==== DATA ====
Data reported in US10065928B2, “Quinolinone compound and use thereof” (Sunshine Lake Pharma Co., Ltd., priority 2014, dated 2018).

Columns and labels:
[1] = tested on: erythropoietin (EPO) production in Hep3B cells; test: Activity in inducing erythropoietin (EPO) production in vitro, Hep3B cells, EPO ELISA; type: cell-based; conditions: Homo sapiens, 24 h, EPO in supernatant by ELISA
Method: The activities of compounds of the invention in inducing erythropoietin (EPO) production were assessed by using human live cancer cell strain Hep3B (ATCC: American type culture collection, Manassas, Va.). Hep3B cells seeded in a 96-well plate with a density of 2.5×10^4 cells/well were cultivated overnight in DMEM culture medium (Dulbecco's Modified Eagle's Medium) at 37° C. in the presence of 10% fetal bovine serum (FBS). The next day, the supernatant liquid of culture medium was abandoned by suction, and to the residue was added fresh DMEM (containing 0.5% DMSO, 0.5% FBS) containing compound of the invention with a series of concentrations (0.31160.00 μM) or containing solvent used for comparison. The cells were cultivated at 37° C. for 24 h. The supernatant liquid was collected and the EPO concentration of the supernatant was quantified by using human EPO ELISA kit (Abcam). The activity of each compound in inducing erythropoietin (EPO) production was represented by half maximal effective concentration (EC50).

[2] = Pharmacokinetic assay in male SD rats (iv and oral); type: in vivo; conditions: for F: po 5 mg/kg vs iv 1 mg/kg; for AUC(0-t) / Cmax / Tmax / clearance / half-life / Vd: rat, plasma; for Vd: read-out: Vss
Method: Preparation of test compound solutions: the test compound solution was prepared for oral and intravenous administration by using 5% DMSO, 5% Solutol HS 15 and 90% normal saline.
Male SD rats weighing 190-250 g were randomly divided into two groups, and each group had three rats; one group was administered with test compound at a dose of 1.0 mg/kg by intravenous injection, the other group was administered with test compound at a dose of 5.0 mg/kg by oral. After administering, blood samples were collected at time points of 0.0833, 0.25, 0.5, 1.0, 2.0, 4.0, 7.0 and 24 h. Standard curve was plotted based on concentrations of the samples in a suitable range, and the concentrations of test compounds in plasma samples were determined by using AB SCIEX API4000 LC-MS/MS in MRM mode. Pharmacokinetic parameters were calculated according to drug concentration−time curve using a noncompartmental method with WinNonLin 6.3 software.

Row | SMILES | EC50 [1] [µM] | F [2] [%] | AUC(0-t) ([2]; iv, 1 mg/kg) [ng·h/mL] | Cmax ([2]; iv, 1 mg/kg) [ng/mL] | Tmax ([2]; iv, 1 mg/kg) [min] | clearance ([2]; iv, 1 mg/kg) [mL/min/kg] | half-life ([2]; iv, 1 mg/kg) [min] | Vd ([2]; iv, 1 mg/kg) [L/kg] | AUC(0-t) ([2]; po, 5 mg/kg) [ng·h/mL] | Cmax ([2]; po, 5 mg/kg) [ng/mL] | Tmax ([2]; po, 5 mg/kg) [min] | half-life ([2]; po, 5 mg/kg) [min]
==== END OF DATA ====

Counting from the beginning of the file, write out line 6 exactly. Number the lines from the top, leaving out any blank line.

Method: Preparation of test compound solutions: the test compound solution was prepared for oral and intravenous administration by using 5% DMSO, 5% Solutol HS 15 and 90% normal saline.